The processing component consists of three main subcomponents, namely time-series forecasting, artificial intelligence (AI) and error measurement. This study analyses rubber data sets into two main categories, namely non-neural network training and neural network training. Then each data set is separately processed using the Statistical Package for the Social Sciences (SPSS) to create forecasts. Lastly, forecasting errors for accuracy and reliability purposes are measured with each data set.

The output component consists of two main subcomponents, namely the forecasting results and the database. The results are produced during the processing component (above). Both forecasting data sets (non-neural network training and neural network training) are then compared to the actual corresonding data set. The forecast data is stored in the database for retrieval and modification for policy makers to make decisions.

3.3. Data analysis process

This chapter used a rubber production data set from the website of the Office of Agricultural Economics (OAE) in Thailand to examine a newly refined production forecasting model. The data set was collected on a monthly and yearly basis from the period January 2005 to December 2008. This chapter focused on national rubber production forecasting. The data analysis process involved six procedures, as shown in Fig. 1 and described below.

  1. Data preparation. Time series data from January 2005 to December 2008 was used to prepare a data set for four months, six months and one year for 2007 and 2008 forecasting. The reason for selecting forecasting for three different time periods is to enhance validity and reliability of the newly refined forecasting model.

  2. Sequence chart creation. A sequence chart to consider national rubber production trends from January 2005 to December 2008 was plotted before the forecasts were created. This chart displayed national rubber production trends to examine a seasonality factor within the trends, so that suitable forecasting techniques were selected and utilized.

  3. Data processing. Non-neural network training and neural network training were used with forecasting techniques provided in SPSS, namely ES and SARIMA. Analysis involved the use of these two time-series forecasting techniques for non-neural network training and neural network training.

  4. Error measurement. Errors in the forecasts were examined while SPSS created the forecasts for non-neural network training and neural network training. Forecasting accuracy was thereby strengthened.

  5. Comparison of results. Forecasting results from non-neural network training and neural network training were compared with the actual prodcution data set for national rubber production to determine the possibility of using this newly refined forecasting model for the public agricultural rubber industry in Thailand.

  6. Creation of figures. Figures were created to present forecasting results, comparisons and errors to policy makers and/or decision makers, so that they may have a better understanding or vision before planning and/or making decisions.

media/image26.jpeg

Figure 1.

Data analysis process.

The following section presents experimental results, which were compared between non-neural network training and neural network training. Then, the results were classified and presented in four months, six months and one year subsets respectively.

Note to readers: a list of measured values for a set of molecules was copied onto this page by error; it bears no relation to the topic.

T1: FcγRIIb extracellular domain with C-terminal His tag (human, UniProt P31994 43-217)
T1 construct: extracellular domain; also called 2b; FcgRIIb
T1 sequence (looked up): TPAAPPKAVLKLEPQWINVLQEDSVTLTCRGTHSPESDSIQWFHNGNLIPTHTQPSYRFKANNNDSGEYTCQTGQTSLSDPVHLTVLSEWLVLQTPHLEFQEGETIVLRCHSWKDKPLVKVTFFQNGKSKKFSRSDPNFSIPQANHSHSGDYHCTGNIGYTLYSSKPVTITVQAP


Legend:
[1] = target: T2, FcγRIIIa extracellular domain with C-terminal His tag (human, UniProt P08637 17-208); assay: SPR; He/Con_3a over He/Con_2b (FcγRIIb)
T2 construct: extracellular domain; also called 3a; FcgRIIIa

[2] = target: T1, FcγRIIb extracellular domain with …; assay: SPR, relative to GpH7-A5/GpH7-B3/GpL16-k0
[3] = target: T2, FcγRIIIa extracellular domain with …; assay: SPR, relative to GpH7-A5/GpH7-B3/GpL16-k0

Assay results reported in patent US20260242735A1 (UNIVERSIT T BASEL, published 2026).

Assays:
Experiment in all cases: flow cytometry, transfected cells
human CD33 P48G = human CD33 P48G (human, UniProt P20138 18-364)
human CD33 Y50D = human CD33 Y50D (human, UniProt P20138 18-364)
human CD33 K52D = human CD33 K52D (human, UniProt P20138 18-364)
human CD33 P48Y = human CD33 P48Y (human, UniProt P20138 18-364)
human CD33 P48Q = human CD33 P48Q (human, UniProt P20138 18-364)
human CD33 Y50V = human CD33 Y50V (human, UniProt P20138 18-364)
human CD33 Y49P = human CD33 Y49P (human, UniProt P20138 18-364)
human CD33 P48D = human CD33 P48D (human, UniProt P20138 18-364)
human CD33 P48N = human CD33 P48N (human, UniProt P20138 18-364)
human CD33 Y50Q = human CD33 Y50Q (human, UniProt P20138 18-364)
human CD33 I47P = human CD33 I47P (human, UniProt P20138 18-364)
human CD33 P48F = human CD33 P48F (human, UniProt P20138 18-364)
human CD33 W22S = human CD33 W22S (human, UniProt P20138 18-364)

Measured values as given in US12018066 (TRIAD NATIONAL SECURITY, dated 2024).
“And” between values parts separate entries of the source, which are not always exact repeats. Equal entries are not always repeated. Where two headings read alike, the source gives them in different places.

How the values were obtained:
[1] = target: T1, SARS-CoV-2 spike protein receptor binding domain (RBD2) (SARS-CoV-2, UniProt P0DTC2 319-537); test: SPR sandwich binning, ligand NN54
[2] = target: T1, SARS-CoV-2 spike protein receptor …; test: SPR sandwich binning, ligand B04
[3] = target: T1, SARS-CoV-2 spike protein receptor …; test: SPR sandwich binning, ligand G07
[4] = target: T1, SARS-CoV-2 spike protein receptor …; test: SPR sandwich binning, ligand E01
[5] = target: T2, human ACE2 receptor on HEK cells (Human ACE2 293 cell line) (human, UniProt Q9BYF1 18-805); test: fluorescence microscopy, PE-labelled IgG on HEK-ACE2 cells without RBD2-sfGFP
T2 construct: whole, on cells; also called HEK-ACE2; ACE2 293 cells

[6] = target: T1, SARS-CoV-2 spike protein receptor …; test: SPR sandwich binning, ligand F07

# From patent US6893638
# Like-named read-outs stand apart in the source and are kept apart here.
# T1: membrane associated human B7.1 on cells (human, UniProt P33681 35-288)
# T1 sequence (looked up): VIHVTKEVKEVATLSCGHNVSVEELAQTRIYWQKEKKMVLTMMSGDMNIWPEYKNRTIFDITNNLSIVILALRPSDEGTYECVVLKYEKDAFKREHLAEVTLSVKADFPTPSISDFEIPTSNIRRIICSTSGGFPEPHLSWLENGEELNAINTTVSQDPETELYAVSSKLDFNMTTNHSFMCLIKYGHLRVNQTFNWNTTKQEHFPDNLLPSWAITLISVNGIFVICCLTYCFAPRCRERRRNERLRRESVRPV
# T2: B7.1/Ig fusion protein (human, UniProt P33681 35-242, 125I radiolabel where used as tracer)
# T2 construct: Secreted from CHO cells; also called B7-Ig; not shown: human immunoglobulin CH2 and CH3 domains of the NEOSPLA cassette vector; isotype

4. Experimental results

This section presents rubber production trends and forecasting results. The trends are presented from January 2005 to December 2008 for rubber production. The forecasting results are presented for four months, six months and one year for 2007 and 2008. Fig. 2 illustrates rubber production trends from national rubber production. These show that rubber production usually decreases in the middle of the year. Rubber production increases at the end of the year. The rainy season usually occurs during June to October and the winter or mild season usually occurs during November to February. Hence, these results confirm that rubber production are related to time-series and seasonality factors.

media/image27.png

Figure 2.

National rubber production trend.

Fig. 3 and Fig. 4 presents the comparison between the actual national rubber production with non-neural network training and neural network training to identify the best-fitting model in forecasting. Rubber production forecasting results were used with a hold-out sample method to deliver forecasting results validation and evaluation of forecasting accuracy. Rubber production data collected was based upon a hold-out sample method in this section.

The following subsections present forecasting results for national rubber production. They were divided into two main subsections as presented below.

4.1. National rubber production forecasts for 2007

The actual rubber production forecasts for 2007 are displayed in Fig. 3 and Tables 1-3, which compare non-neural network training and neural network training with the actual rubber production. It demonstrates that the one year prediction is more successful, for both non-neural network and neural network training techniques, than the four months and the six months predictions. The one year prediction has a root mean square error (RMSE) of 54591.4 for non-neural training and 54261.8 for neural network training. Moreover, the six months prediction is more accurate than the four months prediction. The six months prediction has a RMSE of 56657.4 for non-neural network training and 56141.8 for neural network training. The four months prediction has a RMSE of 57415.8 for non-neural network training and 56847.5 for neural network training.